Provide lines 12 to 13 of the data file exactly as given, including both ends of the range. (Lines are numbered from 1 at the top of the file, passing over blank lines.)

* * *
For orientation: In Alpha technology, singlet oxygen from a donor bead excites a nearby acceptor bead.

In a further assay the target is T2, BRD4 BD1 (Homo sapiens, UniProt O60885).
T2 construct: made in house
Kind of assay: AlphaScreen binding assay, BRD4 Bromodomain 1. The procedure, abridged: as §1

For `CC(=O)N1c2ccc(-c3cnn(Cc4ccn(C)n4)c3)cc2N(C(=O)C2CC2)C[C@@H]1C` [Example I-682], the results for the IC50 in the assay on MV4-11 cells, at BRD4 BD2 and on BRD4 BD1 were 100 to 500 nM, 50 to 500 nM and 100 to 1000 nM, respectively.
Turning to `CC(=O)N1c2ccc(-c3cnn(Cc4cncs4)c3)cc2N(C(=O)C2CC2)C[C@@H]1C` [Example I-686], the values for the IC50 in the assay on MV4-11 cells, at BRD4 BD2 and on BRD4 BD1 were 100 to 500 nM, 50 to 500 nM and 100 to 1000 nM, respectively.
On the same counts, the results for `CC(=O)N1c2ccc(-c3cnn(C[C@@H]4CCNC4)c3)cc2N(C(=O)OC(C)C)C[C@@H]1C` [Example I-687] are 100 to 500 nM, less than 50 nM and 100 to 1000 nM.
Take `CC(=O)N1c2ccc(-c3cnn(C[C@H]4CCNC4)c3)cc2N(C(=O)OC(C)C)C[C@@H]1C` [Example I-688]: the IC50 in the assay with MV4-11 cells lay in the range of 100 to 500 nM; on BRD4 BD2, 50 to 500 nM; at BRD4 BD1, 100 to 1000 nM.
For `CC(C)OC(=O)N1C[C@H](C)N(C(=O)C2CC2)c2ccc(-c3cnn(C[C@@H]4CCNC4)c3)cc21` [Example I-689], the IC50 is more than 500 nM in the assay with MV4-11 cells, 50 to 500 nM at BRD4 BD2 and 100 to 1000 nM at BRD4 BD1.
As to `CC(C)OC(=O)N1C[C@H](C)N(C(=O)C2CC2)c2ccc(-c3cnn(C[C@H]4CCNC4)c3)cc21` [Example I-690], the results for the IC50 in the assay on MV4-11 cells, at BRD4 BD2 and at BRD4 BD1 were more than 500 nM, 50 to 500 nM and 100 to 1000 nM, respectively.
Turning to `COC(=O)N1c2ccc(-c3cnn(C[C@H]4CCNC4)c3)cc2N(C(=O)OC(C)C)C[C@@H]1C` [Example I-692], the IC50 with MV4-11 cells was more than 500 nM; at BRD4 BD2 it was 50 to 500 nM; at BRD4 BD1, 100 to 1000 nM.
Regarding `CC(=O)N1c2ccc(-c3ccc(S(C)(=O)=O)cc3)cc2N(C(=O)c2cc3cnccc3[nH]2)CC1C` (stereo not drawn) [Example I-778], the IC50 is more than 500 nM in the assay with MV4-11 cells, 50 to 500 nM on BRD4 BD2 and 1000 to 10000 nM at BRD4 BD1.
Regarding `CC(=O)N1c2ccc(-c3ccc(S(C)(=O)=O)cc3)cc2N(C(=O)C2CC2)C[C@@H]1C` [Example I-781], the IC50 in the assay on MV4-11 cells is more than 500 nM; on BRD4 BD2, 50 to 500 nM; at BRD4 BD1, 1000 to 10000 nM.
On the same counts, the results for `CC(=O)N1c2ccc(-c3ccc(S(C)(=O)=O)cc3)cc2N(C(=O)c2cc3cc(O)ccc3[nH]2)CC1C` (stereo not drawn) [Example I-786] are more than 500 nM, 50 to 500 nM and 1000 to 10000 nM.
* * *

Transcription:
Regarding `CC(=O)N1c2ccc(-c3ccc(S(C)(=O)=O)cc3)cc2N(C(=O)c2cc3cnccc3[nH]2)CC1C` (stereo not drawn) [Example I-778], the IC50 is more than 500 nM in the assay with MV4-11 cells, 50 to 500 nM on BRD4 BD2 and 1000 to 10000 nM at BRD4 BD1.
Regarding `CC(=O)N1c2ccc(-c3ccc(S(C)(=O)=O)cc3)cc2N(C(=O)C2CC2)C[C@@H]1C` [Example I-781], the IC50 in the assay on MV4-11 cells is more than 500 nM; on BRD4 BD2, 50 to 500 nM; at BRD4 BD1, 1000 to 10000 nM.